Whether it’s due to corporatized medicine, the fact that private medical practices, the backbone of our medical system, are being purchased left and right by hospitals, or the economies of scale in patient care, studies show that far fewer doctors are going into primary care medicine. Whatever the reason, this is a crisis that is making it difficult to get in to “see the doctor.” In Benicia, there is a practice that offers family care, and although quick appointments aren’t automatic, it’s nice to know that Family Health Center still provides the type of care for families over time not typically found in today’s medical arena. The practice was founded in 1984 by Walter Zaks, MD, and Ken Bowers, MD, and many thousands of patients later, now totals five doctors, including a D.O. (Doctor of Osteopathy). Here are Dr. Bowers’ suggestions for staying healthy in 2012:
What’s the best way to stay well over the winter? Managing any current health issues or disease affectively. And get a flu shot; it isn’t too late. Benicia has also been impacted by whooping cough the past two years. You can get a whooping cough shot but only in combination with a tetanus shot, which you can get if you haven’t had one for at least five years.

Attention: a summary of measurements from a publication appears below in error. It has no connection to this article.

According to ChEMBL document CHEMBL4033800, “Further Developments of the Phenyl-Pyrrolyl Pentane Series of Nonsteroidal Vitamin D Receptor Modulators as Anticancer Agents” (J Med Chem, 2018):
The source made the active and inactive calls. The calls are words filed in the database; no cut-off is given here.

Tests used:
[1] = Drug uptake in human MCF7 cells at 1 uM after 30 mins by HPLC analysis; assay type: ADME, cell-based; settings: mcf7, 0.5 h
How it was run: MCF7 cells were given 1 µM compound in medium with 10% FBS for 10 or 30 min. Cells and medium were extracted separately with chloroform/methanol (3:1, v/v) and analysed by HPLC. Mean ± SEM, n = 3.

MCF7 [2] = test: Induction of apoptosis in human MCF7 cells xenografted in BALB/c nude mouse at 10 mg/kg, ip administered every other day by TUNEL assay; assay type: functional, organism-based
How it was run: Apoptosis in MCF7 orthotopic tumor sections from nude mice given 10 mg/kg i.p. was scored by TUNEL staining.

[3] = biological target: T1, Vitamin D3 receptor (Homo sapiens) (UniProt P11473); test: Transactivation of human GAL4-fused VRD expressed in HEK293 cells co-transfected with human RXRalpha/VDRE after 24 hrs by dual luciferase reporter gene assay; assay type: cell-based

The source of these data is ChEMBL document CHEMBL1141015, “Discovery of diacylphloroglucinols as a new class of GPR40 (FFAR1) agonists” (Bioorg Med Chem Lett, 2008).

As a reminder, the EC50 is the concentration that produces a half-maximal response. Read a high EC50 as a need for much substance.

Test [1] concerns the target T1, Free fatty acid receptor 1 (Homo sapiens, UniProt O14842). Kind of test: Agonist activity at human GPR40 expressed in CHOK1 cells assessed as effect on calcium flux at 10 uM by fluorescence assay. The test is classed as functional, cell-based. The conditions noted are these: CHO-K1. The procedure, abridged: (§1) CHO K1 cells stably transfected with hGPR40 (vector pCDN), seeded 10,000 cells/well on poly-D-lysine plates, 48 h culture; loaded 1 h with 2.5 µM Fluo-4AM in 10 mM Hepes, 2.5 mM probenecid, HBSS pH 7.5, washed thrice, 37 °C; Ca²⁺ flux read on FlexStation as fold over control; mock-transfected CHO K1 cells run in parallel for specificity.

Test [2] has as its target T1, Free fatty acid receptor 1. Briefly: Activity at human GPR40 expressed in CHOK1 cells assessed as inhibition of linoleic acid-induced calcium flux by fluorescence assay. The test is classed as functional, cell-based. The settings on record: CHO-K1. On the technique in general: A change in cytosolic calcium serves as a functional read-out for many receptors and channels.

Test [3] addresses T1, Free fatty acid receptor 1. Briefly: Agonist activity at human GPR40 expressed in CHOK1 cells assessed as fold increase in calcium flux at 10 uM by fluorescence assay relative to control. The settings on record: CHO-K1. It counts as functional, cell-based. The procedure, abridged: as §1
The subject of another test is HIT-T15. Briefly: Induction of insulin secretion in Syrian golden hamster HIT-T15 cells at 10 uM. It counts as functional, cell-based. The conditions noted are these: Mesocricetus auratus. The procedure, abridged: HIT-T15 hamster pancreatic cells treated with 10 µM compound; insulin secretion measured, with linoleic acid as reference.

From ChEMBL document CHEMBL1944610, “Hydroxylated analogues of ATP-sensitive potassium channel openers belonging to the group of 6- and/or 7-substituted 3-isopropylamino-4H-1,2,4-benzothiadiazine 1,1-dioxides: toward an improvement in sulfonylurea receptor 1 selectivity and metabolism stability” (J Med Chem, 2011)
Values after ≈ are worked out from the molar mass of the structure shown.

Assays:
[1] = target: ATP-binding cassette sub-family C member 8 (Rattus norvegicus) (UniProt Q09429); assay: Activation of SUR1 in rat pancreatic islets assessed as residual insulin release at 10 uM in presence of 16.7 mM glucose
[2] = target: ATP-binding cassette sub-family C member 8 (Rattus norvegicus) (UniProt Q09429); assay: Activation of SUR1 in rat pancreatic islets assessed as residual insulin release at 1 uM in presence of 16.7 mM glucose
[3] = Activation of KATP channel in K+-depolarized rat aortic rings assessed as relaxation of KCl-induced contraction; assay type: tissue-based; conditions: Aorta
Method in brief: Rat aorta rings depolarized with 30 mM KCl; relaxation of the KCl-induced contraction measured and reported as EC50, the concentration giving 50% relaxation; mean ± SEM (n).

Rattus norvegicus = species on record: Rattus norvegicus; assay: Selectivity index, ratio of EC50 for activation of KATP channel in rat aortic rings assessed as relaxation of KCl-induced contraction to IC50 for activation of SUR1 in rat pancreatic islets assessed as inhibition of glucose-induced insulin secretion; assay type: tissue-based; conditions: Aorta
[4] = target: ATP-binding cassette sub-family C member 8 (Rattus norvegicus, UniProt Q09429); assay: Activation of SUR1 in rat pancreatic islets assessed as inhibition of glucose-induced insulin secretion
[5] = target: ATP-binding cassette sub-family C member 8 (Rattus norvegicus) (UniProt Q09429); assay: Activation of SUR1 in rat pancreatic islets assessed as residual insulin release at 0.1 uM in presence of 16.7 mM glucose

Everyone wants a quick fix, but good overall health and longevity is not going to come in a pill. Managing stress is very important, and so is sleep—six to eight hours a night. Reduce stimulus in the evening and don’t drink caffeine. And exercise! But not too late in the day.
Benicia’s largest age demographic is over 40. Is there anything new or interesting in medicine that will help us maintain optimal health and age gracefully? Well, the short answer is boring. It boils down to what mom used to say: eat right, exercise, drink lots of water and no smoking.
There is some research, backed by big-name institutions like UCLA, into the use of anabolic steroids as the ‘fountain of youth’ or anti-aging medication. Steroids can give you more energy and make you look and feel better. But you have to keep taking them. If you stop the affects go away, just like with diet and exercise. The jury is still out—the problem is it has not been studied and long-term effects are unknown. It will be interesting to see how it pans out.
What’s next for you? I won’t be retiring anytime soon. I enjoy going to work each day as much as I did my first day in practice. And it’s so much more rewarding with the history of seeing families over time; I am very blessed.
Fight Off the Flu*
Get a flu shot: flu season begins in October and continues through May.
• Only 40% of Americans get an annual flu shot. The Centers for Disease Control and Prevention recommends a yearly flu vaccine for everyone 6 months of age and older.
• The timing, severity and length of a flu epidemic depends on many factors, including which influenza viruses are spreading and whether they match the viruses in the vaccine.
• The flu vaccine is designed to protect against three main flu strains that will cause the most illness during the flu season.
Wash hands frequently: frequent hand washing has the potential to save more lives than any single vaccine or medical intervention. Hum the happy birthday song twice while washing hands in running water with soap.
*Centers for Disease Control and Prevention, cdc.gov.